The initial management of a trauma patient in the emergency department should involve the same assumptions made in the field. A period of stable vital signs after trauma does not imply the absence of serious injury, regardless of the time that has elapsed since the accident. One should not focus exclusively on the spine or spinal cord injury until other injuries have been diagnosed or ruled out. Although the potential for spinal injury must be kept in mind, the strict rules of immobilization must not prevent lifesaving maneuvers from being performed expeditiously.

Respiratory complications are common after cervical spinal cord injuries, and the incidence increases markedly in the presence of other bodily injuries. Furthermore, all cervical spinal cord lesions have the potential for the development of ascending levels of dysfunction because of increasing spinal cord hemorrhage or edema. Therefore, respiratory decompensation can occur at any time during the early stages of resuscitation. Because relative hypoxia can further damage an injured cord, all patients, regardless of the level of their injury, should receive supplemental oxygen. Respiratory function should be reassessed frequently and intubation performed as necessary.

As in the field, maintenance of blood pressure within normal limits is critical. If blood pressure remains low despite resuscitation with intravenous fluids, administration of a pressor such as dopamine (which is advantageous in terms of renal perfusion, has a significant incidence of tachyphylaxis when given with phenytoin [Dilantin], and should be avoided in patients with concomitant significant head injury) should be initiated and titrated to effect. A Foley catheter should be inserted to monitor urinary output and prevent bladder distention in the event that the patient has neurogenic urinary retention from a spinal cord injury.

A full skeletal x-ray series, including the chest and pelvis, should be performed as indicated (also see the section on imaging). This is especially important in a neurologically impaired patient because 11% of fractures associated with head or spinal cord injury are missed in the initial assessment and an unconscious, confused, or neurologically impaired patient may have abdominal pathology that is obscured by the neurological injury.59 In addition, cervical spine fractures are often associated with fractures elsewhere in the spinal axis.

Disruption of sympathetic nerve function at T8 or above is frequently associated with hypothermia. Euthermia should be restored by external warming, administration of warmed intravenous fluids, and heated inspired air if the patient is intubated. Although theoretical considerations have supported the concept of controlled hypothermia in spinal cord injury, the limited clinical data available to date do not support widespread application of this strategy in clinical practice.60

If the patient must be transported rapidly to the operating room for lifesaving surgery, lateral and anteroposterior radiographs of the cervical spine must be obtained. If possible, the thoracolumbar area should also be imaged in the emergency department, before the patient is moved to the operating room. If there is any question about a cervical or thoracolumbar injury, the patient should remain immobilized in the operating room if possible. Prolonged positioning of a patient on a spine board can result in decubitus ulcers, especially in the context of concomitant hypotension or hypothermia. For this reason, if the spinal axis can be cleared, it should be and the spine board removed. Further studies such as computed tomography (CT), oblique films, or magnetic resonance imaging (MRI) can be performed after the patient is medically stabilized.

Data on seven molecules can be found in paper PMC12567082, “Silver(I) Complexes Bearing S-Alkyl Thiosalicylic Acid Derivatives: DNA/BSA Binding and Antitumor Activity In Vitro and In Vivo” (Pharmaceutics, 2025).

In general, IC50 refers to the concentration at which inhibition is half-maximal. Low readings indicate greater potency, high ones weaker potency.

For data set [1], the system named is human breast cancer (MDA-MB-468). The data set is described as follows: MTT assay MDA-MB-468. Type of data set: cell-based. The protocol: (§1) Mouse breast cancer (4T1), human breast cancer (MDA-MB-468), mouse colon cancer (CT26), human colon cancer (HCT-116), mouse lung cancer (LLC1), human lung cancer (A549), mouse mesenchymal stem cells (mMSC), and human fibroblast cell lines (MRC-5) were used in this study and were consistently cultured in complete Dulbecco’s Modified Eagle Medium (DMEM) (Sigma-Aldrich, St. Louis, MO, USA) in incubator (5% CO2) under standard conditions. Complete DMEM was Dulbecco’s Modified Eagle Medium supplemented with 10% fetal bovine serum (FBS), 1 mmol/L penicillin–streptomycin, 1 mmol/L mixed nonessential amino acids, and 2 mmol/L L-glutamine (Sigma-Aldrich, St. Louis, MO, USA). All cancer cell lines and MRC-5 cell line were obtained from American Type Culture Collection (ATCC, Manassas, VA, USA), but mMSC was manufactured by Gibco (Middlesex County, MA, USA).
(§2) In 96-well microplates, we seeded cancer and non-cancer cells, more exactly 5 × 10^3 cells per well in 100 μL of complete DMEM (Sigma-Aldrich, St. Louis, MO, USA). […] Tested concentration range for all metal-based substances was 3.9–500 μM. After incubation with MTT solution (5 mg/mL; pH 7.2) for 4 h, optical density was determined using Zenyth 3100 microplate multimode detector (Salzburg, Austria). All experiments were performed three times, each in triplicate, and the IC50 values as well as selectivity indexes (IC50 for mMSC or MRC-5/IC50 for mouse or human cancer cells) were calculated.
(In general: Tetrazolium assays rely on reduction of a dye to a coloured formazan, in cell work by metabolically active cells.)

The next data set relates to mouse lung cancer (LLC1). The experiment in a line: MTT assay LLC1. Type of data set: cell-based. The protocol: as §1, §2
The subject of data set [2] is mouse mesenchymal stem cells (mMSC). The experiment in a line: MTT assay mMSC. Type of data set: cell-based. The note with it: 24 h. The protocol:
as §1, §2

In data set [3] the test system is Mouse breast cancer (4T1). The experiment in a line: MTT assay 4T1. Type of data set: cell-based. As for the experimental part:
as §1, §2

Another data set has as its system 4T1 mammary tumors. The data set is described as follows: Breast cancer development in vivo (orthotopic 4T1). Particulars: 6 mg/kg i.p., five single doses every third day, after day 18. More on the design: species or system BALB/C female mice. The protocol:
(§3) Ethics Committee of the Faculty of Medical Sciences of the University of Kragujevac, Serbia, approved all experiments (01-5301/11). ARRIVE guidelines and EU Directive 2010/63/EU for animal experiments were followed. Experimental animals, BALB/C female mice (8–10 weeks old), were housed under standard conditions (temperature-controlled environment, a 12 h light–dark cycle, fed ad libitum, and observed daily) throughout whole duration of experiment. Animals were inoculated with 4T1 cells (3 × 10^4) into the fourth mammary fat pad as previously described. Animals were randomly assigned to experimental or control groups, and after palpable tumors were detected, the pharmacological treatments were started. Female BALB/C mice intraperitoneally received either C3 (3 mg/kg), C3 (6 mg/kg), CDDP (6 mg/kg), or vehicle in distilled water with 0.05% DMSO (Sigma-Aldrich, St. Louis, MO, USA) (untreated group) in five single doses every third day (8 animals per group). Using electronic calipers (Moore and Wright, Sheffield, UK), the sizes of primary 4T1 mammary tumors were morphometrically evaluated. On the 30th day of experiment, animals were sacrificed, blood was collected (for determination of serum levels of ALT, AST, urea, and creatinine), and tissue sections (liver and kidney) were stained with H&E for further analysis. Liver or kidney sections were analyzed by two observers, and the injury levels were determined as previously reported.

If the patient is stable on arrival at the emergency department and emergency surgical intervention is not required, the patient can be assessed from a multisystem point of view, and the vertebral column and spinal cord can be investigated in an orderly fashion. In awake and alert patients, a full neurological examination can be carried out, and the presence or absence of spinal cord injury can be determined definitively. In combative or unconscious patients, a spinal injury must be assumed to be present until specifically ruled out. These patients present special difficulties, especially during transportation and positioning for diagnostic procedures such as CT, MRI, or angiography. All such studies should be carried out with the patient secured in the initial immobilization device if possible.

Injury to the spinal cord occurs because of stretching, crushing, vascular compromise, or compression. Certain types of injury mechanisms are more likely to be associated with specific neurological findings on clinical examination (Fig. 312-1). Spinal cord hemisection leading to Brown-Séquard syndrome usually results from penetrating trauma but may also be seen after trauma with epidural cord compression.59 On clinical examination, one finds contralateral dissociated sensory loss (i.e., loss of pain and temperature sensation caudal to the lesion) with preserved light touch because of redundant ipsilateral and contralateral axonal pathways (anterior spinothalamic tract). Ipsilaterally, one finds proprioceptive loss and motor paralysis below the lesion. Among the incomplete spinal cord syndromes, Brown-Séquard syndrome has the best prognosis, with approximately 90% of patients regaining the ability to ambulate independently and control sphincter function.61